Tenants' Rights 101: The Warranty of Habitability in New York
Disclaimer: The following information applies to New York State and should not be construed as legal advice, but as a means whereby tenants may increase their awareness about the rights they have as a matter of law with regard to their leasehold interest in a particular piece of property. If you are having an issue with your landlord, I suggest you seek competent counsel to ensure that your rights are properly adjudicated. The publisher of this article and its contributors disclaim responsibility for any damages that may result from any error, inaccuracy, or omission contained herein.
Warranty of Habitability
Every lease for residential property impliedly contains what's called the "Warranty of Habitability." This means that every landlord impliedly warrants the following:
- That the premises are fit for human habitation;
- That the condition of the premises is in accord with the uses reasonably intended by the parties; and
- That the tenants are not subjected to any conditions endangering or detrimental to their life, health, or safety.’
If a landlord breaches the Warranty of Habitability, a tenant does not have to pay rent to a landlord. "The obligation to pay rent is dependent upon the landlord's satisfactory maintenance of the premises in habitable condition" (Park West Management Corp. v. Mitchell, 47 N.Y.2d 316).
Furthermore, if your landlord takes you to court because you owe rent, judges regularly grant tenants a reduction in the arrears if the judge finds there was a breach of the Warranty of Habitability.
Also, although landlords often add unenforceable clauses to leases in order to intimidate tenants from seeking to enforce their rights, you are not always required by law to obey these unenforceable clauses, even if you signed the lease.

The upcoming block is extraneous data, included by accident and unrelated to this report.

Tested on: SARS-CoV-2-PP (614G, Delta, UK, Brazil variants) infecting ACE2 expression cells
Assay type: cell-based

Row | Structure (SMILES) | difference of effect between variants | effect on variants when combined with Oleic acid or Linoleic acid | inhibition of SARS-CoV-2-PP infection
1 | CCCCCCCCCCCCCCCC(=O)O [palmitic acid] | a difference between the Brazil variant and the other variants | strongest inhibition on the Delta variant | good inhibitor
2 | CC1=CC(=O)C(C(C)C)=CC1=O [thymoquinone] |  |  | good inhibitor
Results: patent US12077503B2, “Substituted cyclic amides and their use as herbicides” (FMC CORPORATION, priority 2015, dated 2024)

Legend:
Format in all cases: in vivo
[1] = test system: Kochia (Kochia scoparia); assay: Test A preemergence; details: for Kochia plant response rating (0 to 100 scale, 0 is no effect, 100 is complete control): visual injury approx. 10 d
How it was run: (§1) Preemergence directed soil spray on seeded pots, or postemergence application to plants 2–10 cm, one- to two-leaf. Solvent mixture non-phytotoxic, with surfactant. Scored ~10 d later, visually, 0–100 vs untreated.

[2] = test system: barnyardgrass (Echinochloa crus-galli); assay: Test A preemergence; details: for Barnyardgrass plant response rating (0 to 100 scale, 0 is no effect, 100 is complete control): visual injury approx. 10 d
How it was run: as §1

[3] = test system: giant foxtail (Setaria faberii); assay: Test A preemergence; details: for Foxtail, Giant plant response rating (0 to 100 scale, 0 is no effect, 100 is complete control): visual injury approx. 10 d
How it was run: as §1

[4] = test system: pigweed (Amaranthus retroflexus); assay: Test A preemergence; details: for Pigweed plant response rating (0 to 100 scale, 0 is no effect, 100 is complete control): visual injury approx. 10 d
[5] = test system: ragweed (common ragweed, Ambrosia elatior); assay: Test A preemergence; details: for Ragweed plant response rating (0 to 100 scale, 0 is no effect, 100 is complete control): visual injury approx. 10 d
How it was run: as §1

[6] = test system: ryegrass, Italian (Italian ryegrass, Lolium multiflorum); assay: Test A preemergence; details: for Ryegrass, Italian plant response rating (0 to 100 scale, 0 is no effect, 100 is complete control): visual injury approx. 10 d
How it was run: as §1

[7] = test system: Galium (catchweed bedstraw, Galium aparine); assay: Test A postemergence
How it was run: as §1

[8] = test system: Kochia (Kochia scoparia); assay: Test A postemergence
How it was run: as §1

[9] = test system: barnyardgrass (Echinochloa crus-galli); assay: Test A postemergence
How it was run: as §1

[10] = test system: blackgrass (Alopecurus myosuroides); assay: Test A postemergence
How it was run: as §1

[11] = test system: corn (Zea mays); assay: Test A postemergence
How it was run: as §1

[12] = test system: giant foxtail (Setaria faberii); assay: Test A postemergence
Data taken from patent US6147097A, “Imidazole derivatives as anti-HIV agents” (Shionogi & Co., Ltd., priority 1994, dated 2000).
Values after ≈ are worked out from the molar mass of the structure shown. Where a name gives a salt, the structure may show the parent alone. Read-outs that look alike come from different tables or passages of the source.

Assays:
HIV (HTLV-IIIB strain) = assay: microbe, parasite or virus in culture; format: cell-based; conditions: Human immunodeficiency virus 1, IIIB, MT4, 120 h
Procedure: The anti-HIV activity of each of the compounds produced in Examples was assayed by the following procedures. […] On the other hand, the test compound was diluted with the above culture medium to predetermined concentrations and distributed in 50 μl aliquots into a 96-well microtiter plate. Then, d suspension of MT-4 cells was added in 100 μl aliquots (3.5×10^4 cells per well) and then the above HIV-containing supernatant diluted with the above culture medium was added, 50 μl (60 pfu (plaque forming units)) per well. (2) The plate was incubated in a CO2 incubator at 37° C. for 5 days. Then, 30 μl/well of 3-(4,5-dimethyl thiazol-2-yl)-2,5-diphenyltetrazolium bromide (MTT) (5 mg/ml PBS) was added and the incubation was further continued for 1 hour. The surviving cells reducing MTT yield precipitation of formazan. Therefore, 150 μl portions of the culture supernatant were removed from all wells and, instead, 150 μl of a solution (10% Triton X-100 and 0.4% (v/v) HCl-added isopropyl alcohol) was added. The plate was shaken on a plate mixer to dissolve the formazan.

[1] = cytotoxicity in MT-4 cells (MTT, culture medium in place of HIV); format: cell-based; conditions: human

Lastly, the law does not permit a waiver of this warranty in the lease. If your landlord attempts to do so, such a waiver in unenforceable as contrary to public policy.
Determining Whether Warranty of Habitability Has Been Breached
To determine whether your landlord has breached the Warranty of Habitability, you have to ask yourself the following question:
Would a reasonable person consider such defect(s) a deprivation of those essential functions which a residence is expected to provide?
(Operative language: "deprivation of essential functions." In other words, does the present condition of the space prevent you from using it for its intended purpose?)
The following have been considered to be breaches of the Warranty of Habitability in the State of New York:
- Asbestos which could become air-borne in the tenants' apartment.
- Decrease in or lack of elevator service.
- Broken floor tiles which create a hazardous condition.
- Substantial accumulations of garbage that lead to infestations of insects or vermin.
- Failure to provide heat and hot water for extended periods.
- Severe infestation of insects and vermin.
- Lead-based paint, especially where small children reside.
- Deprivations of air, light, and/or ventilation.
- Excessive noise as from construction, mechanical equipment, or even neighboring tenants when the landlord fails to take effective steps to abate the nuisance.
- offensive fumes and odors.
- Defective plumbing.
- Inadequate security (e.g. damaged entrance locks, door buzzers, etc.).
- Sewage leaks and spills.
- Failure to provide smoke detectors.
- Disruptions in water service.
- Lack of window guards when required by local ordinances to protect children.
Please note, however, that any conditions caused by the misconduct of a tenant or by persons under the tenant's direction or control do not trigger a breach of warranty.
Invoking the Breach of Warranty of Habitability
The single most important thing to remember about invoking the breach of warranty of habitability as a defense in a landlord/tenant proceeding is that you give notice in writing to your landlord regarding the defective condition in your space. If he is not given notice and does not have a reasonable opportunity to rectify the situation, you may lose your right to invoke the warranty of habitability.
A best practice is to send written notice according to the terms of your lease, or if your lease does not specify, send written notice via first class mail return receipt requested as well as a courtesy copy via e-mail or facsimile.
New York State Real Property Law s. 235-b